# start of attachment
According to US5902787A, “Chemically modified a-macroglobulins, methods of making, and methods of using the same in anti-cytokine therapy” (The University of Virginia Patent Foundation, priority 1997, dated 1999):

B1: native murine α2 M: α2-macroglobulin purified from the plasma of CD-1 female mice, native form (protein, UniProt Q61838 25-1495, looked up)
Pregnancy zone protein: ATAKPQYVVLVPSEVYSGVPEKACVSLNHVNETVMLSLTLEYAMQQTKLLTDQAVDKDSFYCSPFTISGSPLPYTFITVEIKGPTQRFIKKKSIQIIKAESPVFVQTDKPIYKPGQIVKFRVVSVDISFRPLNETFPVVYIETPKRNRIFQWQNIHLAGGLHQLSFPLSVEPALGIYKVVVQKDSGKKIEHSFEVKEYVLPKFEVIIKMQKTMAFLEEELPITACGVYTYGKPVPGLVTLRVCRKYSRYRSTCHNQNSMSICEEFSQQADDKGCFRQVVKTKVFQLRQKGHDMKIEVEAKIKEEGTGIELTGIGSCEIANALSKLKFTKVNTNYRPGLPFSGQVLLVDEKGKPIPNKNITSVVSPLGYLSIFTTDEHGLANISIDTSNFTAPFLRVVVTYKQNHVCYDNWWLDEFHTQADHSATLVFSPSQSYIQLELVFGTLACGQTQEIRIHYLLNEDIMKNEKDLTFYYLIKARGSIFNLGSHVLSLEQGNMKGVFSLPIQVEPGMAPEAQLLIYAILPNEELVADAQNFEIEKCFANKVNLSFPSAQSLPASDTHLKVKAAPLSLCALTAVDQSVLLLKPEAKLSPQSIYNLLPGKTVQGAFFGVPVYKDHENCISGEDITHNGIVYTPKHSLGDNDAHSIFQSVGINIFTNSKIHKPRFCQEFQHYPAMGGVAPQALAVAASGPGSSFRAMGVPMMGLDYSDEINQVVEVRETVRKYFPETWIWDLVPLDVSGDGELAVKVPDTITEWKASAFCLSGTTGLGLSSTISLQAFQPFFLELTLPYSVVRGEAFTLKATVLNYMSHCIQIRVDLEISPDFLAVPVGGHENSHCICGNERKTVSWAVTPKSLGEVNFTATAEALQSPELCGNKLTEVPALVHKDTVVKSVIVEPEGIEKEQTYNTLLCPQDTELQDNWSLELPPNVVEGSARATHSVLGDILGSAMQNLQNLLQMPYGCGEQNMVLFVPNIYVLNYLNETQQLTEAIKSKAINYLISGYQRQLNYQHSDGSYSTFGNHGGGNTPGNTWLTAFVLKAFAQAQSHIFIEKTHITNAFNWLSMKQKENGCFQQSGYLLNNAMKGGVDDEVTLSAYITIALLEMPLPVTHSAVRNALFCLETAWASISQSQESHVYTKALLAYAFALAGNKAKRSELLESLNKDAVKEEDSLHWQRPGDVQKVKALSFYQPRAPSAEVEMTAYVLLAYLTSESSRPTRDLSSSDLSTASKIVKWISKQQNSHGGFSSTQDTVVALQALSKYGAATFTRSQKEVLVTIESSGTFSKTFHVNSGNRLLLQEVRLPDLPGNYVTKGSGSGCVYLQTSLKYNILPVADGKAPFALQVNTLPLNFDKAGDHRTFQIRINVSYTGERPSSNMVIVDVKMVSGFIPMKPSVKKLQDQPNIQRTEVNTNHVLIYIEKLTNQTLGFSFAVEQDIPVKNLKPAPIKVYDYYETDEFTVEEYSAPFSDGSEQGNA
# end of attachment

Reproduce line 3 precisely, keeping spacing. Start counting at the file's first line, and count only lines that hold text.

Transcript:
Pregnancy zone protein: ATAKPQYVVLVPSEVYSGVPEKACVSLNHVNETVMLSLTLEYAMQQTKLLTDQAVDKDSFYCSPFTISGSPLPYTFITVEIKGPTQRFIKKKSIQIIKAESPVFVQTDKPIYKPGQIVKFRVVSVDISFRPLNETFPVVYIETPKRNRIFQWQNIHLAGGLHQLSFPLSVEPALGIYKVVVQKDSGKKIEHSFEVKEYVLPKFEVIIKMQKTMAFLEEELPITACGVYTYGKPVPGLVTLRVCRKYSRYRSTCHNQNSMSICEEFSQQADDKGCFRQVVKTKVFQLRQKGHDMKIEVEAKIKEEGTGIELTGIGSCEIANALSKLKFTKVNTNYRPGLPFSGQVLLVDEKGKPIPNKNITSVVSPLGYLSIFTTDEHGLANISIDTSNFTAPFLRVVVTYKQNHVCYDNWWLDEFHTQADHSATLVFSPSQSYIQLELVFGTLACGQTQEIRIHYLLNEDIMKNEKDLTFYYLIKARGSIFNLGSHVLSLEQGNMKGVFSLPIQVEPGMAPEAQLLIYAILPNEELVADAQNFEIEKCFANKVNLSFPSAQSLPASDTHLKVKAAPLSLCALTAVDQSVLLLKPEAKLSPQSIYNLLPGKTVQGAFFGVPVYKDHENCISGEDITHNGIVYTPKHSLGDNDAHSIFQSVGINIFTNSKIHKPRFCQEFQHYPAMGGVAPQALAVAASGPGSSFRAMGVPMMGLDYSDEINQVVEVRETVRKYFPETWIWDLVPLDVSGDGELAVKVPDTITEWKASAFCLSGTTGLGLSSTISLQAFQPFFLELTLPYSVVRGEAFTLKATVLNYMSHCIQIRVDLEISPDFLAVPVGGHENSHCICGNERKTVSWAVTPKSLGEVNFTATAEALQSPELCGNKLTEVPALVHKDTVVKSVIVEPEGIEKEQTYNTLLCPQDTELQDNWSLELPPNVVEGSARATHSVLGDILGSAMQNLQNLLQMPYGCGEQNMVLFVPNIYVLNYLNETQQLTEAIKSKAINYLISGYQRQLNYQHSDGSYSTFGNHGGGNTPGNTWLTAFVLKAFAQAQSHIFIEKTHITNAFNWLSMKQKENGCFQQSGYLLNNAMKGGVDDEVTLSAYITIALLEMPLPVTHSAVRNALFCLETAWASISQSQESHVYTKALLAYAFALAGNKAKRSELLESLNKDAVKEEDSLHWQRPGDVQKVKALSFYQPRAPSAEVEMTAYVLLAYLTSESSRPTRDLSSSDLSTASKIVKWISKQQNSHGGFSSTQDTVVALQALSKYGAATFTRSQKEVLVTIESSGTFSKTFHVNSGNRLLLQEVRLPDLPGNYVTKGSGSGCVYLQTSLKYNILPVADGKAPFALQVNTLPLNFDKAGDHRTFQIRINVSYTGERPSSNMVIVDVKMVSGFIPMKPSVKKLQDQPNIQRTEVNTNHVLIYIEKLTNQTLGFSFAVEQDIPVKNLKPAPIKVYDYYETDEFTVEEYSAPFSDGSEQGNA